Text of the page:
When tasked with pulling together five things we’ve learnt from Moyes’ first four games, I was hopeful that there would be some positives to discuss. After all, fixtures against Watford, Leicester and Everton provided us with realistic opportunities to pick up some points.
But by the 94th minute of our trip to Goodison, it became apparent that those of us who optimistically believed the squad might experience the often-mentioned ‘bounce’ under our new manager, would be left deflated. So what have we discovered from Moyes’ first four games, and are there any seeds of hope for the games to come?
There are things that Moyes cannot change.
This is perhaps the most obvious of all the things we have learnt from our most recent performances. Under Slaven Bilic the side lacked pace, creativity, width and, when Hernandez was unavailable, anyone that can put the ball in the net.
It should come as no surprise then to anyone that during Moyes’ first four games we have lacked pace, creativity, width and a potent attacking threat. No amount of coaching and working on fitness is going to make our ageing team any quicker. Antonio’s injury has obviously not helped with these issues, but he was hardly the solution under Slav either. The reality is if David Moyes is going to save this team, January is going to be crucial.
Defensive errors haven’t been eradicated yet.
There are two things that I was optimistic Moyes would do. Firstly, get the players fitter and secondly, get the defence back to Sam Alladyce levels of organised. And whilst you could argue that the players have more energy (evidenced by the rally in the dying minutes against Leicester), you’d be much harder pressed to suggest that the defence is any more solid. Conceding two against Watford and the solitary goal against Leicester aren’t exactly major crimes.
But the drubbing at the hands of Everton highlighted that old habits die hard for our back four. Players were too rash and seemed to lack any real awareness. Couple that with Joe Hart having a few rushes of blood to the head, and we have a familiar recipe for disaster.
The levels of panic when we are being attacked contribute to the high number of individual errors we make. This is one of the areas Moyes should be able to improve, but as yet has failed to do so.
We are still unable to execute a game plan
Slaven was criticised for having no discernible game plan or philosophy. Players seemed to go onto the field without any kind clear tactical approach. Getting the ball into the box and using our one-up-top striker as a quick out ball was about the best we could muster. There doesn’t appear to be much change to that ‘tactic’ under Moyes.
To his credit, he has moved Masuaku into a more advanced role, ahead of Cresswell, which in theory should mean that we will create chances. His use of Arnautovic on the right should also mean the Austrian can get to the by-line and cross rather than checking back, allowing the opposition defence to get set back up as he does from the left.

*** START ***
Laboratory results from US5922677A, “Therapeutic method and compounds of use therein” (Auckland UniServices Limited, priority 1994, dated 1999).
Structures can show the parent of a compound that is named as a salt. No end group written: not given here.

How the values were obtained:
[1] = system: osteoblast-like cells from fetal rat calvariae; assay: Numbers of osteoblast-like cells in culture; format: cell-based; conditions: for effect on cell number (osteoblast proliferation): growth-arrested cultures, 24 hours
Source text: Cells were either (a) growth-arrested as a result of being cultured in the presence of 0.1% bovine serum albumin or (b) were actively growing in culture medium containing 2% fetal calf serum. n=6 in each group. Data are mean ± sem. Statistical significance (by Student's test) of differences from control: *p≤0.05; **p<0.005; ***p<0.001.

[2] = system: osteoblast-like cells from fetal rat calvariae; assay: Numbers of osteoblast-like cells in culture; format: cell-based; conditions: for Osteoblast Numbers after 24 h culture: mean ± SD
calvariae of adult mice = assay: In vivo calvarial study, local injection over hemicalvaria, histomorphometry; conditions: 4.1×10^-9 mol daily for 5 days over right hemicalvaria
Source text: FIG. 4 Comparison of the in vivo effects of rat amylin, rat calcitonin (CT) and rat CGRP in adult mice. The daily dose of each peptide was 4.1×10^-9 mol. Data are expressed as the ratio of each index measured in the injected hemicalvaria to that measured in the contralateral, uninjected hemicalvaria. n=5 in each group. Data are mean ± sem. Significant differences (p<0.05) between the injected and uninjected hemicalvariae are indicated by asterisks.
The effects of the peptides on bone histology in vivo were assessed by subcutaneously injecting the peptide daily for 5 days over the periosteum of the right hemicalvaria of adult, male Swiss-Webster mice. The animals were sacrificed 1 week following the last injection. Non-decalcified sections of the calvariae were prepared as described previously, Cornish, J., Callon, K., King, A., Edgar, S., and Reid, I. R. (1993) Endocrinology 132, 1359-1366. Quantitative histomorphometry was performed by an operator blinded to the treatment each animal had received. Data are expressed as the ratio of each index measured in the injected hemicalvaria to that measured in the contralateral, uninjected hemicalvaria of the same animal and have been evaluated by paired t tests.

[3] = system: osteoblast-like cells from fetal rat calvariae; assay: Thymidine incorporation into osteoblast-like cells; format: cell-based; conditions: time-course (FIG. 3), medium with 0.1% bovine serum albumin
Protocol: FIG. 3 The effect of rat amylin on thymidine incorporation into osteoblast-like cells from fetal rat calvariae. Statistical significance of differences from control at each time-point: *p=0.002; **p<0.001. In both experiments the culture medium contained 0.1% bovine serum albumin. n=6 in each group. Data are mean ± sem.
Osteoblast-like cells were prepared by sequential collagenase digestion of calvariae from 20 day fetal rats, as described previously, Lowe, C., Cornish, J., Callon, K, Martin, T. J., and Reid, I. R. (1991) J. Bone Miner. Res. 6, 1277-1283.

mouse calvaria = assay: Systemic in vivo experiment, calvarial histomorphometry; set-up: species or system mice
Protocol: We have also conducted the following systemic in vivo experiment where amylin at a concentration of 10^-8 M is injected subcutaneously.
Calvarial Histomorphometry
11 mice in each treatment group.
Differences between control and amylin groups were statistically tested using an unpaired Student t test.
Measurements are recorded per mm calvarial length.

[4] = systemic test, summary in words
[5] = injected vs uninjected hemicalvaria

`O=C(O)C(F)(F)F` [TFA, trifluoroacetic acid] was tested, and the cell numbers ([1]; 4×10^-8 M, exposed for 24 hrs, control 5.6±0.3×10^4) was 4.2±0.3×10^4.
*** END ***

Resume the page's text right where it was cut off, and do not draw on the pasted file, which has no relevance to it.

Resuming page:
However, this whole approach relies on Carroll being fit and being in the box rather than the edge of the area. Neither of these things are guaranteed and so the plan seems ill conceived.
He isn’t afraid to speak his mind
It may be that he’s only on a six-month contract. It maybe the Scotsman in him. But David Moyes doesn’t seem too bothered about endearing himself to his players. Many accusing voices claimed that Slaven was too soft on the squad. Upon his dismissal those rumours seemed to be confirmed by insiders at the club.
Days off after defeats, certain players arriving late for training without repercussions and an obvious reluctance to criticise the players in public. Moyes has no such concerns. In his short time at the club he has made it very clear that it is his way or the highway. Arnautovic was told if he doesn’t run, he doesn’t play.
Then when the record signing did run and put in a man of the match display against Leicester, Moyes said that ‘putting in effort’ wasn’t deserving of praise because it is a minimum requirement. Carroll has also been called out by the new gaffer, and he has also made it clear that he puts the bulk of responsibility on the players to pull us out of this mire.
The half-time reactions during the Leicester and Everton games also suggest that he isn’t afraid to let fly at them in the dressing room. Hopefully a healthy fear of the boss will pay off.
My biggest fear going to the Leicester game was that the disappointment over the appointment of Moyes and the anger felt towards the board, would mean a hostile and counter-productive atmosphere. Instead what I experienced was the best support I have felt at the London Stadium (except for Spuds and Chelsea).
Now it may be a stretch to give Moyes any credit for this but if the selection of Moyes as manager unites the fans, even if it is initially in defiance of rather than support for it, and brings that kind of atmosphere every week – then that could be the biggest positive we can take.